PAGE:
Line splitting is a feature provided for hosts that cannot accept lines with more than a certain number of characters. The oscilloscope may be configured to split responses into many lines. This feature is very useful for waveform or front-panel setup transfers although it is applicable to all response messages. Two parameters control this feature: Line Separator: Off messages will not be split into lines. <CR>,<LF> or <CR><LF> possible line terminators. Line Length: the maximum number of characters to a line.

Example

COMM_RS232 LS,LF,LL,40

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The line separator is the ASCII character <LF>, the line is a maximum of 40 characters long (excluding the line separator). If the oscilloscope receives the command PNSU?, it may answer: PNSU#9000001496 AAAA5555000655AA403000580019000000000001 000000000000000000000000000C1B0100580000 0000000000000000000000000000000000000000 ... Remarks Long commands sent to the oscilloscope may not be split into lines. If a command sent to the oscilloscope is the response to a previous query, the line-split characters (<LF> and/or <CR>) must be removed. This also applies to line-split characters inside strings sent to the oscilloscope. However, hex-ASCII data sent to the oscilloscope may contain line-split characters. If you wish to use line splitting, ensure that neither the input message terminator characters nor the line-split characters occur in the data.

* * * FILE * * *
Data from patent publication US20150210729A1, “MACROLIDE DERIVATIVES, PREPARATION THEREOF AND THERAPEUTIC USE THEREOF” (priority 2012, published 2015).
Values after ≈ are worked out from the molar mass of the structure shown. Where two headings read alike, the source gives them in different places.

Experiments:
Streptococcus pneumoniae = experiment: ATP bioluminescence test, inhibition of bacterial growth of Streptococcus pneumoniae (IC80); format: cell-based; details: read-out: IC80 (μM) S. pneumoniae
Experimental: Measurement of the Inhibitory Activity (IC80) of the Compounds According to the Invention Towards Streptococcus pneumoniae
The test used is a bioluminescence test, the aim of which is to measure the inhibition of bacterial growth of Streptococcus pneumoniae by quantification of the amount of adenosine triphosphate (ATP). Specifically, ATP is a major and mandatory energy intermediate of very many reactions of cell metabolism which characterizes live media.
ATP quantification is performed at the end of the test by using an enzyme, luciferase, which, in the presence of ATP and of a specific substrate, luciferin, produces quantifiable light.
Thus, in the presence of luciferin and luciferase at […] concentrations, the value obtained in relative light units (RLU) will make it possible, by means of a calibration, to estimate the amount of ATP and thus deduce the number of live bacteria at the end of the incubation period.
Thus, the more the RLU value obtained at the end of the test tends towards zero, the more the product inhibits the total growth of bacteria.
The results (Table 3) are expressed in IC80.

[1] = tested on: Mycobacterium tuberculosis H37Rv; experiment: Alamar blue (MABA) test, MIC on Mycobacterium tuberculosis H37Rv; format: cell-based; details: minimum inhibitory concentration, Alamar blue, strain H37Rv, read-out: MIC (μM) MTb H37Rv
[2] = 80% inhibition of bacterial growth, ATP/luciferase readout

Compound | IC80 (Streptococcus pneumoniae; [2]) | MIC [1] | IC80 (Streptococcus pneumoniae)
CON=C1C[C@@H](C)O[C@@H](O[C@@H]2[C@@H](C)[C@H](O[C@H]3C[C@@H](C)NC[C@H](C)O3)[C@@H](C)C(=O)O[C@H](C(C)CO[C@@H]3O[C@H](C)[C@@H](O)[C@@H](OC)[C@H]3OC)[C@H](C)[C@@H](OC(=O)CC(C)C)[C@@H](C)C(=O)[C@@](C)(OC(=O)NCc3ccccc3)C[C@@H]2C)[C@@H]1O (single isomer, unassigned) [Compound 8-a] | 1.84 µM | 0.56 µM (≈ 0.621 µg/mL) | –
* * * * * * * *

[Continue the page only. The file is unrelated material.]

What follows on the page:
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Simulating GPIB Commands with RS-232-C